UH-OH: Ice Loss From Thwaites Glacier Slower Than Expected

The Thwaites Glacier in West Antarctica has been a source of concern for global warming alarmists who hysterically suggest that the melting of the glacier will cause a global catastrophe. But a new study has put forth an inconvenient truth for the alarmist crowd: ice loss from the Thwaites Glacier is slower than originally expected.

The study, conducted by scientists at NASA's Jet Propulsion Laboratory and UC Irvine, and published in the Geophysical Research Letters, used computer models of the Antarctic ice sheet and data from the Massachusetts Institute of Technology in Cambridge on the Southern Ocean to determine that prior studies of the glacier had overstated ice loss by the glacier by 7% over the next 50 years.

The previous studies had two major flaws: they only focused on an ice sheet computer model and they assumed that the warm ocean water would cause cavities forming in the glacier to melt at the glacier's current melting rate. The problem with the latter assumption is that the water is unable to have as much reach in these tighter cavities, therefore the glacier melts at a slower rate. Hence, lower sea level rises.

The study also noted that increases in the sea level will be slower than the current rate even if ocean temperatures were to increase.

According to Phys.org, the Thwaites Glacier is "nearly as large as the state of Washington," causing alarmists to cite it as a source of disastrously high sea levels. Some research has suggested that sea levels will increase by two feet over the next 200 to 900 years as a result of the melting glacier. Then there's this Rolling Stone article suggesting that the melting of the Thwaites Glacier will cause significant parts of the world to be underwater:

The trouble with Thwaites, which is one of the largest glaciers on the planet, is that it's also what scientists call "a threshold system." That means instead of melting slowly like an ice cube on a summer day, it is more like a house of cards: It's stable until it is pushed too far, then it collapses. When a chunk of ice the size of Pennsylvania falls apart, that's a big problem. It won't happen overnight, but if we don't slow the warming of the planet, it could happen within decades. And its loss will destabilize the rest of the West Antarctic ice, and that will go too. Seas will rise about 10 feet in many parts of the world; in New York and Boston, because of the way gravity pushes water around the planet, the waters will rise even higher, as much as 13 feet. "West Antarctica could do to the coastlines of the world what Hurricane Sandy did in a few hours to New York City," explains Richard Alley, a geologist at Penn State University and arguably the most respected ice scientist in the world. "Except when the water comes in, it doesn't go away in a few hours – it stays."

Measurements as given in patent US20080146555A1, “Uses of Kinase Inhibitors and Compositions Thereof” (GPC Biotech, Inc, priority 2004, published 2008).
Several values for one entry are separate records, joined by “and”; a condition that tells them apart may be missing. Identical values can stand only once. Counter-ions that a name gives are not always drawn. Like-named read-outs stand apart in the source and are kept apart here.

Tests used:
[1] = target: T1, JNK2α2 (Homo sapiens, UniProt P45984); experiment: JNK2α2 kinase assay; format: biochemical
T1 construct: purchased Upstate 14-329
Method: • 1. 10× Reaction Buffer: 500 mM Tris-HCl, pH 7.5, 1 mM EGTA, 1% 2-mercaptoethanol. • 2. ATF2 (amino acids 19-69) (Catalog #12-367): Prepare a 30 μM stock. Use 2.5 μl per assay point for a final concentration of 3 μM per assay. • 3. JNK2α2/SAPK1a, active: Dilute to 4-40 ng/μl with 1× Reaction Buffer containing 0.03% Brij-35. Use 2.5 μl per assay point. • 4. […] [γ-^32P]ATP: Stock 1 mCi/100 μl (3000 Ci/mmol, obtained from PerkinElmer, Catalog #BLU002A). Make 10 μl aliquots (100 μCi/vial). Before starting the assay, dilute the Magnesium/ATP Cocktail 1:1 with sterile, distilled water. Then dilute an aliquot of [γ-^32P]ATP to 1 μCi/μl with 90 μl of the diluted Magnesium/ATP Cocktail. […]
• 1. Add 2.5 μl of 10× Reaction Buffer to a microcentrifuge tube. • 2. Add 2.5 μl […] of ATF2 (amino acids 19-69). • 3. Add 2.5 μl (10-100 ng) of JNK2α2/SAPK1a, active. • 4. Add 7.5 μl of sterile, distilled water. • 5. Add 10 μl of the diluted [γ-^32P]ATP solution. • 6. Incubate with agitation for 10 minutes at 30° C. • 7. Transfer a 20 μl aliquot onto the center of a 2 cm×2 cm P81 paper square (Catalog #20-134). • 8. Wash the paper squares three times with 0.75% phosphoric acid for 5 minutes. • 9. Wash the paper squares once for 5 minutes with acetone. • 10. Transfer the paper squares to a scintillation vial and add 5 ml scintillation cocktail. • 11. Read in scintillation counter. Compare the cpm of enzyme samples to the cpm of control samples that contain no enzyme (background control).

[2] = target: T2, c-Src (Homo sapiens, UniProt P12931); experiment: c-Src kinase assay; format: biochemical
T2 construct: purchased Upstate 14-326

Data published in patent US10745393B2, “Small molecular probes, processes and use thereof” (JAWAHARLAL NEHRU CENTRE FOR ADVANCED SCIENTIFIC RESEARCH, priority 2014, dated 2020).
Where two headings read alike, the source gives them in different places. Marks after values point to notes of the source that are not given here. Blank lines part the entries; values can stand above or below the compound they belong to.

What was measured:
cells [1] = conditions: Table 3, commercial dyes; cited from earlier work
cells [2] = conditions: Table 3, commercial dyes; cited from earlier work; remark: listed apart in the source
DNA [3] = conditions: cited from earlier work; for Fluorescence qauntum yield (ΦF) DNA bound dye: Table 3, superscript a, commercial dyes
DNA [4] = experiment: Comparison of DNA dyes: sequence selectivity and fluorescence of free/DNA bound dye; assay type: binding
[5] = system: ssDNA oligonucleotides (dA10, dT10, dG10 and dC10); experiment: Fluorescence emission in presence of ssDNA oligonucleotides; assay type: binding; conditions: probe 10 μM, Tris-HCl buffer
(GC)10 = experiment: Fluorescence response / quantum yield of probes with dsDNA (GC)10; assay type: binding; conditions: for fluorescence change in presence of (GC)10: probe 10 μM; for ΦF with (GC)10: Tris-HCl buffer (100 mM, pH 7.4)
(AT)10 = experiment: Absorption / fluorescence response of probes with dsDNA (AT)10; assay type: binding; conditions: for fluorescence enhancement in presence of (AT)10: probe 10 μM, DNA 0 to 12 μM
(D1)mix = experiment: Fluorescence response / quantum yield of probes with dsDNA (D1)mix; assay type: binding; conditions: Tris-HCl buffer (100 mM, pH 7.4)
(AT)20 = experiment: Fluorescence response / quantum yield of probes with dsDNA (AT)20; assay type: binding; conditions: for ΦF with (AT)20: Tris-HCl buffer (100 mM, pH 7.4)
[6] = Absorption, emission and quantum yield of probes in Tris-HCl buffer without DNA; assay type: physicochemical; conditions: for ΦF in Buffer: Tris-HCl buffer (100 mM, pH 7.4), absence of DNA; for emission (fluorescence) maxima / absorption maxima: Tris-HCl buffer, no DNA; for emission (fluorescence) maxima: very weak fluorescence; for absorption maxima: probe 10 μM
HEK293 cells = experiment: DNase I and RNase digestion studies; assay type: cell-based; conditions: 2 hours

With 10 to 13 feet of sea-level rise, most of South Florida is an underwater theme park, including Miami, Fort Lauderdale, Tampa and Mar-a-Lago, President Trump's winter White House in West Palm Beach. In downtown Boston, about the only thing that's not underwater are those nice old houses up on Beacon Hill. In the Bay Area, everything below Highway 101 is gone, including the Googleplex; the Oakland and San Francisco airports are submerged, as is much of downtown below Montgomery Street and the Marina District. Even places that don't seem like they would be in trouble, such as Sacramento, smack in the middle of California, will be partially flooded by the Pacific Ocean swelling up into the Sacramento River. Galveston, Texas; Norfolk, Virginia; and New Orleans will be lost. In Washington, D.C., the shoreline will be just a few hundred yards from the White House.

And that's just the picture in the U.S. The rest of the world will be in as much trouble: Large parts of Shanghai, Bangkok, Jakarta, Lagos and London will be submerged. Egypt's Nile River Delta and much of southern Bangladesh will be underwater. The Marshall Islands and the Maldives will be coral reefs.

This is coming from the same magazine that had to retract a story about a rape case at the University of Virginia due to the outlet's desire to advance the narrative of campus rape culture.

But the global warming alarmist hysteria coming from the likes of Rolling Stone is undermined by this new study showing that the glacier isn't melting as fast as expected. Even if the glacier is still on track to dissolve completely, then there is still plenty of time for mankind to adapt and to find solutions in the private sector that don't require the government to promote economic devastation.

Read more about the study here.

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